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Mar. 10, 2015 - Updated 04:16 UTC

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Back to the Farm

Nov. 24, 2015

Young Japanese urbanites' growing interest in country living is pushing them out of the city to follow family ties in their grandparents’ hometowns. It is a reversal of a trend that began in the 1960s, when big cities were booming as people flocked to metropolises for a taste of the urban lifestyle.

Young people in the countryside abandoned their towns and villages and thronged to the affluent cities. Over the years, Tokyo's population has swelled to more than 13 million.

Now, rural life is becoming an attractive option for city-dwellers. According to a recent online poll, more than 46 percent of teens and people in their 20s living in Tokyo say they would consider moving to the countryside.

Because it is difficult to pick up and move somewhere completely new, many are choosing to return to their roots, in their grandparents’ hometowns. Former Osaka resident Chiemi Osawa, 28, has done just that. She chose Kaiyocho, a quiet, picturesque town on the Pacific coast in Tokushima Prefecture.

Like many rural towns in Japan, the population in Kaiyocho is aging and more than 40 percent of residents are aged 65 or older. Chiemi moved to the area in January to be close to her 87-year-old grandmother, Hisako.

"There’s definitely overlap between the person I want to become and my grandmother,” she says. “When I’m an old woman, I want to be able to do anything myself.” Chiemi is learning from her grandmother about Japanese traditions, including cooking and life on the land.

Chiemi's grandmother has taught her how to grow rice in the first planting at the family field since Hisako’s husband passed away 10 years ago. As it is hard to survive on farming alone, Chiemi works as a nurse at a hospital in a neighboring town. Many people who move to the countryside have problems finding work, but Chiemi was able to find a job using her education and local connections.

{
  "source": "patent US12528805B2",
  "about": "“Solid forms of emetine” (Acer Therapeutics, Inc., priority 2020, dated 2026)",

She says she was inspired to return to her roots two years ago, while working as a volunteer nurse in Germany. Chiemi was working with an organization that helps children who have fled war and met people who were living active lives despite experiencing poverty and conflict. She decided the true meaning of life was to depend less on money and material goods.

“I’m aiming for a lifestyle in which I grow my own food, live more self-sufficiently, and distance myself from consumer society in general. I want to do as much as I can for myself, but I have a long way to go,” she says of her seachange.

Chiemi has fond childhood memories of observing her grandmother's way of life, but now she has to worry about her grandmother’s recent dementia diagnosis. Although Hisako remembers the past clearly, her short-term memory is failing and Chiemi wants to help make her grandmother's life easier.

She finds herself undertaking tasks that once fell to Hisako, such as cooking and farming work. Sometimes she falls short of her grandmother’s expectations. “There are times when I feel like all I get is criticism, and I dislike her and want to get away from her. I’m not such a sweet granddaughter,” says Chiemi.

The pair faced a challenge in late September, as they were preparing for the rice harvest. They discovered most of the crop was ruined by monkeys who ate it up.

It was a sad time for Chiemi who visited the seashore a few days later to practice her shamisen. She met up with a close friend, Junko Miyauchi, who left Tokyo and moved to her family’s hometown in Tokushima Prefecture 10 years ago.

“I’m thinking about whether or not to harvest the rice. The monkeys have eaten almost all of it,” Chiemi told her friend. "Even if there is very little rice, if my grandmother can eat some, it will make her very happy."

Junko promised to help her harvest what was left of the rice and on harvest day, locals residents gathered to help. Hisako joined them in the field for the first time in weeks and showed Chiemi how to bundle up the rice with straw. Her grandmother seemed to be her old self again. “The whole thing made me happy. Everyone came, and we harvested rice together, and Grandma seemed happy,” says Chiemi.

While it is sometimes difficult to bridge the generation gap, Chiemi says that when it does happen, the feeling of accomplishment is second to none. She has been lucky to find personal fulfillment outside the constraints of city living.